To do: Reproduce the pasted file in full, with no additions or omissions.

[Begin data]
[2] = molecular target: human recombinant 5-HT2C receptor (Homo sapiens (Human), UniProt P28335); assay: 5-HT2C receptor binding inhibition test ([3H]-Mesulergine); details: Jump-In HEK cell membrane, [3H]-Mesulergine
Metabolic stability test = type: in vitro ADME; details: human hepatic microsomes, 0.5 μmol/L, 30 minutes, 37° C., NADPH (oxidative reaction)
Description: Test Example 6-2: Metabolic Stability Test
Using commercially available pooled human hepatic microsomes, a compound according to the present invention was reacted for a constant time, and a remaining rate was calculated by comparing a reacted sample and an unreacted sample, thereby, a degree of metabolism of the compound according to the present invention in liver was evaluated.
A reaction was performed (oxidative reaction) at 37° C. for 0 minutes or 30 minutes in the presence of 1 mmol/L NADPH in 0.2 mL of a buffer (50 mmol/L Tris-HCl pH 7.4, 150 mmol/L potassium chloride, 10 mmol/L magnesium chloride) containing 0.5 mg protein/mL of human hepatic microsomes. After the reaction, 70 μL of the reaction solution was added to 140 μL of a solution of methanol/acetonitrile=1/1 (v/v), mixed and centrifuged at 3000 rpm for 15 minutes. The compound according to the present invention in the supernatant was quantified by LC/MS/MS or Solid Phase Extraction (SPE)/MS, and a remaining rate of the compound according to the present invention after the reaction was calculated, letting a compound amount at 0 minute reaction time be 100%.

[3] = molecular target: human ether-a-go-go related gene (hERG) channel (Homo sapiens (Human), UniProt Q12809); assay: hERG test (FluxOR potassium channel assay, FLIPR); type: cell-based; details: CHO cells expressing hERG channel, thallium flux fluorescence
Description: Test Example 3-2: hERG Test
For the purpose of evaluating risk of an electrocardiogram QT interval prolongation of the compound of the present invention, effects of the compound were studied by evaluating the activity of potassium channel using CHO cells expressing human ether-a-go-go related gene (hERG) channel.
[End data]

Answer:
[2] = molecular target: human recombinant 5-HT2C receptor (Homo sapiens (Human), UniProt P28335); assay: 5-HT2C receptor binding inhibition test ([3H]-Mesulergine); details: Jump-In HEK cell membrane, [3H]-Mesulergine
Metabolic stability test = type: in vitro ADME; details: human hepatic microsomes, 0.5 μmol/L, 30 minutes, 37° C., NADPH (oxidative reaction)
Description: Test Example 6-2: Metabolic Stability Test
Using commercially available pooled human hepatic microsomes, a compound according to the present invention was reacted for a constant time, and a remaining rate was calculated by comparing a reacted sample and an unreacted sample, thereby, a degree of metabolism of the compound according to the present invention in liver was evaluated.
A reaction was performed (oxidative reaction) at 37° C. for 0 minutes or 30 minutes in the presence of 1 mmol/L NADPH in 0.2 mL of a buffer (50 mmol/L Tris-HCl pH 7.4, 150 mmol/L potassium chloride, 10 mmol/L magnesium chloride) containing 0.5 mg protein/mL of human hepatic microsomes. After the reaction, 70 μL of the reaction solution was added to 140 μL of a solution of methanol/acetonitrile=1/1 (v/v), mixed and centrifuged at 3000 rpm for 15 minutes. The compound according to the present invention in the supernatant was quantified by LC/MS/MS or Solid Phase Extraction (SPE)/MS, and a remaining rate of the compound according to the present invention after the reaction was calculated, letting a compound amount at 0 minute reaction time be 100%.

[3] = molecular target: human ether-a-go-go related gene (hERG) channel (Homo sapiens (Human), UniProt Q12809); assay: hERG test (FluxOR potassium channel assay, FLIPR); type: cell-based; details: CHO cells expressing hERG channel, thallium flux fluorescence
Description: Test Example 3-2: hERG Test
For the purpose of evaluating risk of an electrocardiogram QT interval prolongation of the compound of the present invention, effects of the compound were studied by evaluating the activity of potassium channel using CHO cells expressing human ether-a-go-go related gene (hERG) channel.